… YOU GUESSED IT health is shown to be getting worse for those living in deprived areas, health inequalities have increased and health as a whole is declining (4). There is an over-representation of those sitting within the strands of inequality; race, disability, gender, sexual orientation, religion and belief and age in terms of poor health. Oh, and funding within public health and family support services has been dropped.
There has been much talk over the past week relating to the systemic racism we face within society. In the UK those of a Pakistani and Bangladeshi ethnicity have the lowest life expectancy and Non-British Whites the highest (4). BME groups also have a lower quality of life than other ethnic groups in the UK (5).
The Joseph Rowntree Foundation captured within its 2017 report that 70 percent of children from working families face child poverty which was an increase of 10 percent the previous year (6). The Institute for Fiscal Studies illustrated that nearly half of those in poverty have a disability and that poverty was disproportionately weighted towards Black, Bangladeshi and Pakistani origin. Sadly, the Organisation for Economic Co-operation and Development hypothesised that such inequality within social poverty could take five generations of a family to reach average income (7).
I don’t know about you, but I think this is rather gross, in fact I think its fucking disgusting.
It is clear that the system is not fit for purpose and is directly resulting in deterioration of health and life expectancy for those most vulnerable. Socioeconomic Status continues to defeat health care reform because having status always increases or limits an individual's resource in particular access, in the widest sense. Therefore, it seems the westernised medicine model faces a systemic and social barrier neither of which can change without the other.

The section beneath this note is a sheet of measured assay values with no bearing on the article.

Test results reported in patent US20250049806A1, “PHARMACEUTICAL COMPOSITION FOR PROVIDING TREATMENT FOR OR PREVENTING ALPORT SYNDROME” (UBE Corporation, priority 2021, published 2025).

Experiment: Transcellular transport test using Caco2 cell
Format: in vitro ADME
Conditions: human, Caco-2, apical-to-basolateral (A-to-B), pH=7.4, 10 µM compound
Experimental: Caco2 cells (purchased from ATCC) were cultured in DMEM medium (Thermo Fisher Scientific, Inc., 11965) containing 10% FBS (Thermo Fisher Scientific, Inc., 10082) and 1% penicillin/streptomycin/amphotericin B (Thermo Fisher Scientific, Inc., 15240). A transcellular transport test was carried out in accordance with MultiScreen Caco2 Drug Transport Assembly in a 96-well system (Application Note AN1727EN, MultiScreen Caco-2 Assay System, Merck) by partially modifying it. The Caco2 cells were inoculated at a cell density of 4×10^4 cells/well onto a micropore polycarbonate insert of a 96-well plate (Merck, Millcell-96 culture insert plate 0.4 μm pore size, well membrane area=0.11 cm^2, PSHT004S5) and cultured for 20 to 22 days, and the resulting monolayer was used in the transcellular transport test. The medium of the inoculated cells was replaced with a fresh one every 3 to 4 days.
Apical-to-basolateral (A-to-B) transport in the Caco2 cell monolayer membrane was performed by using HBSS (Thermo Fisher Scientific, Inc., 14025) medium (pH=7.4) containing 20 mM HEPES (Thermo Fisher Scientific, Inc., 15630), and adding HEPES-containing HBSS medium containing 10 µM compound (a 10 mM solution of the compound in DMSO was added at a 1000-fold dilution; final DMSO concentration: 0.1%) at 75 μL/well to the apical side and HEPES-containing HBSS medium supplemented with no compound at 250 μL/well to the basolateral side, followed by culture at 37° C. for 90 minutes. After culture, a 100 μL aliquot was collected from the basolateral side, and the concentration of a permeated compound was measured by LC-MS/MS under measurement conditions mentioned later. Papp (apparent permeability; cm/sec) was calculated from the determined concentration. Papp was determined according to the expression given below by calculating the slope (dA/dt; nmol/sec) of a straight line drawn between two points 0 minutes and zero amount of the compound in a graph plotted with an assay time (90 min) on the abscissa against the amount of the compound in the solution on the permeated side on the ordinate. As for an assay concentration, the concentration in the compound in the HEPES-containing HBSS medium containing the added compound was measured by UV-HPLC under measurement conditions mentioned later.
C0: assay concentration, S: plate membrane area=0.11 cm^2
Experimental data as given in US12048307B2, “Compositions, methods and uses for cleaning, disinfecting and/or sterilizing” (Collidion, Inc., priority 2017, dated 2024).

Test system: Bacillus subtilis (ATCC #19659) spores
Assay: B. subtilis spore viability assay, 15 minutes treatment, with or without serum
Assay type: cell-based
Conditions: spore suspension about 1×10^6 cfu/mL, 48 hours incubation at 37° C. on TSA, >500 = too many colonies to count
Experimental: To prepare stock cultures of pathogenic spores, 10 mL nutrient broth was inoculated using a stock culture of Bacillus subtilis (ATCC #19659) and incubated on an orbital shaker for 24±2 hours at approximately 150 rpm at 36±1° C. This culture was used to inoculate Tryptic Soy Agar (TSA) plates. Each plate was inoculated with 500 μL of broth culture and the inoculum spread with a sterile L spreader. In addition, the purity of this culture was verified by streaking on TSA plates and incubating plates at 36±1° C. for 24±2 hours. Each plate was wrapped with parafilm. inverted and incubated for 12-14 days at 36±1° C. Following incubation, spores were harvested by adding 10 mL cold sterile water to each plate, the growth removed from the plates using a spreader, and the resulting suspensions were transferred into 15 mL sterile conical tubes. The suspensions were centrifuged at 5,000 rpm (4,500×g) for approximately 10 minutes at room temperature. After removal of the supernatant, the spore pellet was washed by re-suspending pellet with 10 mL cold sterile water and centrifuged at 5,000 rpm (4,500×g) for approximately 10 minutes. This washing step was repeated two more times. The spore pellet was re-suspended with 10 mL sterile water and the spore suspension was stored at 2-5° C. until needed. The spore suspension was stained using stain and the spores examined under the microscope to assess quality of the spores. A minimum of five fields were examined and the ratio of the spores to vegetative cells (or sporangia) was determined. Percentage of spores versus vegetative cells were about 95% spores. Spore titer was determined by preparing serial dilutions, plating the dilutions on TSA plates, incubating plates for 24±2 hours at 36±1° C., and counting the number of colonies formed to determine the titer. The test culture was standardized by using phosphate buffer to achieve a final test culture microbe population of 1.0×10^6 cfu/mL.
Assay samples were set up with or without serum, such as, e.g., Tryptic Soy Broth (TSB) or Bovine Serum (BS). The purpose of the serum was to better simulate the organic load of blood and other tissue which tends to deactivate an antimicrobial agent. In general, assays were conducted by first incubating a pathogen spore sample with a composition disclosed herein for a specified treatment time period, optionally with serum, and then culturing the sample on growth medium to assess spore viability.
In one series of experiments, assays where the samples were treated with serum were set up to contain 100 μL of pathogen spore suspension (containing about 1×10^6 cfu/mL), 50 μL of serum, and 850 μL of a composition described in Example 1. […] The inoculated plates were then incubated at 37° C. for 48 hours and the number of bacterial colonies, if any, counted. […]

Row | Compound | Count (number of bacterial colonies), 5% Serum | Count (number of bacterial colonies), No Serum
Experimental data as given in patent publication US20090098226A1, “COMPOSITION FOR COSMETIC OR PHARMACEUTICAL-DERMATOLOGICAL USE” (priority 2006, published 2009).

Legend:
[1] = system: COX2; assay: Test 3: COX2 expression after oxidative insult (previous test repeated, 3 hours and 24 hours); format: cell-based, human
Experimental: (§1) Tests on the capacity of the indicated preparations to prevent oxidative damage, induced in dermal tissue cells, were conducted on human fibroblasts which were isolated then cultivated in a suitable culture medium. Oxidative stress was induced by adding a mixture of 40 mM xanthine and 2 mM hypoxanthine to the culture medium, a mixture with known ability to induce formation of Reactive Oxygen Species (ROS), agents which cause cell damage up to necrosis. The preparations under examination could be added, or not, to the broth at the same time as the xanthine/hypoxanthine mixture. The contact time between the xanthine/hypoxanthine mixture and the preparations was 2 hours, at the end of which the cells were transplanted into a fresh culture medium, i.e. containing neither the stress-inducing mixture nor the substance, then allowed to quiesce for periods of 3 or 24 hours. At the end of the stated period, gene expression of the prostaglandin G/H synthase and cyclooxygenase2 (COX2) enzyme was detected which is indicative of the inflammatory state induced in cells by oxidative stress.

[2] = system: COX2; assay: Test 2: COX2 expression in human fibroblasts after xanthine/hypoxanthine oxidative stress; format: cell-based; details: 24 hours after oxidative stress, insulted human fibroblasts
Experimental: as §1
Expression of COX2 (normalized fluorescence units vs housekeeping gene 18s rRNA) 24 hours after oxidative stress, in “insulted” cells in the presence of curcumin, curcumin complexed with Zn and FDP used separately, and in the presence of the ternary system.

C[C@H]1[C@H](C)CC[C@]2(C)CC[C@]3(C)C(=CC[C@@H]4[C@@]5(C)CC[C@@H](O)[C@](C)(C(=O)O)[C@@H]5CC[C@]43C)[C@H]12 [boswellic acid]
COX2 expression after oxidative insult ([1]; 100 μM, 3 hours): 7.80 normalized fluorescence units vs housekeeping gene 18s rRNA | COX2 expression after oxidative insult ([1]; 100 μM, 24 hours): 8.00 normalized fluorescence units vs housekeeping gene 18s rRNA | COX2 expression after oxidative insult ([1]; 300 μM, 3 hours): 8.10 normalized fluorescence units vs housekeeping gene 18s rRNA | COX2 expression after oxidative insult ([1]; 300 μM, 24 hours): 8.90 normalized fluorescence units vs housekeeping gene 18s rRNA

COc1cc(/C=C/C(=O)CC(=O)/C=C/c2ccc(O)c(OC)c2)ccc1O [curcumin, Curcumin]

“If the problem is cholera, for example, a person with greater resources is better able to avoid areas where the disease is rampant, and highly resourced communities are better able to prohibit entry of infected persons.” (8).
A poignant illustration as we see Covid-19 disproportionately affecting the most vulnerable today (9).
It would seem therefore health inequality has persisted, if not worsened in UK society over the past decade, despite many movements to change the culture within the medical profession and wider public sector. There seem to be many contributing factors to this including; lack of funding within preventative care strategies and use of a top-down target driven approach that fails to engage key stakeholders. However, it seems undeniable the crucial issue lies within the inability of ‘the system’ to fit a methodology that incorporates the recognition of Socioeconomic Status because the system is not fit for purpose.
This echoes a message that has been heard loud this week within the Black Lives Matter movement;
Racism is a disease coded into the DNA of society. But the symptoms are deadly.
Prof. Kehinde Andrews 2020 @Kenhinde_Andrews
Peace and Love.